Healthcare costs in Ireland

 

Sir, – Youreditorial of August 7th endorses the Oireachtas healthcare report and criticises the Taoiseach for missing the July deadline for establishing an implementation office for the report’s recommendations.

The Oireachtas Committee noted that “expansion of the general government health budget in the last two years has been at the rate of 7 per cent per year. The committee recommends that this expansion should continue at a minimum over the next five years.” The recommended increase is 61 per cent over seven years.

The Department of Health (2016) data for 2014 show Ireland’s health expenditure per head in 2014 at $US5,501. This is 15 per cent more than France ($4,367), 11 per cent more than Canada ($4,492), 29 per cent more than Finland($3,870), 56 per cent more than Italy ($3,053), 64 per cent more than Spain ($3,053) and 26 per cent more than in the United Kingdom ($3,951). All the other countries report longer life expectancy than Ireland.

In September 2016 the Irish health service had 105,886 staff compared to 50,671 in June 1988 but there were 117,000 fewer hospital bed days performed compared to three decades earlier.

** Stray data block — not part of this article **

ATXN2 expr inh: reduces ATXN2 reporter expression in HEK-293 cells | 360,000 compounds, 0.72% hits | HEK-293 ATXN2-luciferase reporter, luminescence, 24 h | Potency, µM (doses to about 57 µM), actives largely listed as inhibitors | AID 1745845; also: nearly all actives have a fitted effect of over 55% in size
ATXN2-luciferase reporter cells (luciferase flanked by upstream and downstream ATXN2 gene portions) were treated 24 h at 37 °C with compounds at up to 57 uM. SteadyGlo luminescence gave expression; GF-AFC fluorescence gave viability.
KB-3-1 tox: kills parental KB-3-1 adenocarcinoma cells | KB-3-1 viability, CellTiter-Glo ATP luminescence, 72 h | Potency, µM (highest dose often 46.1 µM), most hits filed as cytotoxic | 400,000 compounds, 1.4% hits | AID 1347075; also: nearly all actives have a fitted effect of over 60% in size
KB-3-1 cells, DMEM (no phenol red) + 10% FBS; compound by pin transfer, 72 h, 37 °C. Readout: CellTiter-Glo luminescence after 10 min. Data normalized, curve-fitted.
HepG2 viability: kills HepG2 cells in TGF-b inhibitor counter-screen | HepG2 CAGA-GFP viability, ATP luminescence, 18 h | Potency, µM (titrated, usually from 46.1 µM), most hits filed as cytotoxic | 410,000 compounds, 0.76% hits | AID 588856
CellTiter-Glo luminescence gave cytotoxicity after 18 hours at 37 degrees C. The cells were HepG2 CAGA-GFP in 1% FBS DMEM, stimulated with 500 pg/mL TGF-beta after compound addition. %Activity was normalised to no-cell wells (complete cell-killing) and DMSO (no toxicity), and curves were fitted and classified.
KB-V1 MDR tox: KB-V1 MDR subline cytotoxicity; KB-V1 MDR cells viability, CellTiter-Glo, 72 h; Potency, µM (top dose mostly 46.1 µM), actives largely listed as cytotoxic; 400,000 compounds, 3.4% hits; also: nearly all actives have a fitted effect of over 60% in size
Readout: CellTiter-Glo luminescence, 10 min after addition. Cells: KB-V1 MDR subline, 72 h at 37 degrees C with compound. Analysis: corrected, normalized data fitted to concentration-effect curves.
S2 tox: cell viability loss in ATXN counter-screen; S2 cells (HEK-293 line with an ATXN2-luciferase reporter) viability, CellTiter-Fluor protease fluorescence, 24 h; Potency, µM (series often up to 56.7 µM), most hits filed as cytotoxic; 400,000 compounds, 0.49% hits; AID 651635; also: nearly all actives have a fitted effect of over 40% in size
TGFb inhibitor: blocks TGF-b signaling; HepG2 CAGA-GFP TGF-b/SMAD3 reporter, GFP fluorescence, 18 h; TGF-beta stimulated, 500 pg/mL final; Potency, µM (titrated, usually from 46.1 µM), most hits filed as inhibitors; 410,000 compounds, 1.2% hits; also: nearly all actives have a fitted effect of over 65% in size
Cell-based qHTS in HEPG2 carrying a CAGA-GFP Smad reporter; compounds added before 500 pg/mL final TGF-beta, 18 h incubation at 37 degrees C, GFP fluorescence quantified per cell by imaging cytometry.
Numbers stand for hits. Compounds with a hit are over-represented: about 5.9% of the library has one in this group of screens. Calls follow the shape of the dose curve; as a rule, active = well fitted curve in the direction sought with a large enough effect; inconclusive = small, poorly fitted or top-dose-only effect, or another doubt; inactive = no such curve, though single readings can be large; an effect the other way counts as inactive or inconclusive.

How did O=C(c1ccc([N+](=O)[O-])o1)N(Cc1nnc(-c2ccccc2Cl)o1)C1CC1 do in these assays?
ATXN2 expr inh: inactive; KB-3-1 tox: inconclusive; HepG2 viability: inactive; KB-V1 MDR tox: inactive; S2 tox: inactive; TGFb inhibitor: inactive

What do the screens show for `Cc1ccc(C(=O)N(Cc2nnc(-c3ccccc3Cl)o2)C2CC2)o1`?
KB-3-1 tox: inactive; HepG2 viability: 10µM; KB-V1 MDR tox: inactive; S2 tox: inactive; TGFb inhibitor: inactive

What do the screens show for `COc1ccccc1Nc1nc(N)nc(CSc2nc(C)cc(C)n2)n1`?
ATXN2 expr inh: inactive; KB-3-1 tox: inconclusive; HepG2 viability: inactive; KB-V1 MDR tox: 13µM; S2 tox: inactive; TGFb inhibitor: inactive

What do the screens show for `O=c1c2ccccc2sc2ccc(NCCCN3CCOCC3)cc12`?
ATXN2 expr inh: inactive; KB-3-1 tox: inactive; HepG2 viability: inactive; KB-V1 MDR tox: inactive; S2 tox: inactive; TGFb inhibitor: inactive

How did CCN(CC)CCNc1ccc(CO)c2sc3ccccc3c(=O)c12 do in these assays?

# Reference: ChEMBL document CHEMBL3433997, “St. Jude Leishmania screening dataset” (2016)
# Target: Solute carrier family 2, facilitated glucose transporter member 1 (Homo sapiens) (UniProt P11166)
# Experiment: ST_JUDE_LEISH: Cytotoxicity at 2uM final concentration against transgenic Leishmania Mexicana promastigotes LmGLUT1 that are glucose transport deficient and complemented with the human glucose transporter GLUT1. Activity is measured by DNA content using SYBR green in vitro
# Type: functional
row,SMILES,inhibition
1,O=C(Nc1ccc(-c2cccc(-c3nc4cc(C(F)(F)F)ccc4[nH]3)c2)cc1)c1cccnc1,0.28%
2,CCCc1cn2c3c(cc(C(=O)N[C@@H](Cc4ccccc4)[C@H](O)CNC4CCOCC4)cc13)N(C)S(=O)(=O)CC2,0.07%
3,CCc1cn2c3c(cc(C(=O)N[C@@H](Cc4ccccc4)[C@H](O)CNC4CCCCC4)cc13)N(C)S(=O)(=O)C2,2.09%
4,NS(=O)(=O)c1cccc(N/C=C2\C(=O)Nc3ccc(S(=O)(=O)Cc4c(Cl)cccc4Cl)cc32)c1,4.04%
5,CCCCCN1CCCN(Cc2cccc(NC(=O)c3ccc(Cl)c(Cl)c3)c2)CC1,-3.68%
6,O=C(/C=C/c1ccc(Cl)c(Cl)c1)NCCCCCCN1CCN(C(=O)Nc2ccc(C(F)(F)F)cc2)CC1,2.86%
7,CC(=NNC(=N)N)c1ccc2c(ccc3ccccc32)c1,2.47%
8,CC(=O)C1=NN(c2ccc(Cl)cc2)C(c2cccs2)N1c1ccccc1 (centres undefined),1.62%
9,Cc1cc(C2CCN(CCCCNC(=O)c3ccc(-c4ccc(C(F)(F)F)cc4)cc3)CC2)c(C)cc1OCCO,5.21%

The EU Cross Border Healthcare Directive allows EU residents to access healthcare in other member states. Initial evidence indicates high patient satisfaction and far shorter waiting times. The National Association of General Practitioners plans to highlight the benefits of the cross-Border directive for patients here. The excess costs of healthcare in Ireland have been highlighted at the policy conferences of the Dublin Economics Workshop for many years.

The relatively high costs of healthcare in Ireland undermine the case for a further 61 per cent increase in the health budget. EU membership gives us incentives to offshore expensive healthcare in the short term and over time to reduce excess costs in Ireland. In respect of the Implementation Office to further increase health spending in Ireland – no news is good news. – Yours, etc,

SEAN BARRETT,

Economics Department,

Trinity College,

Dublin 2.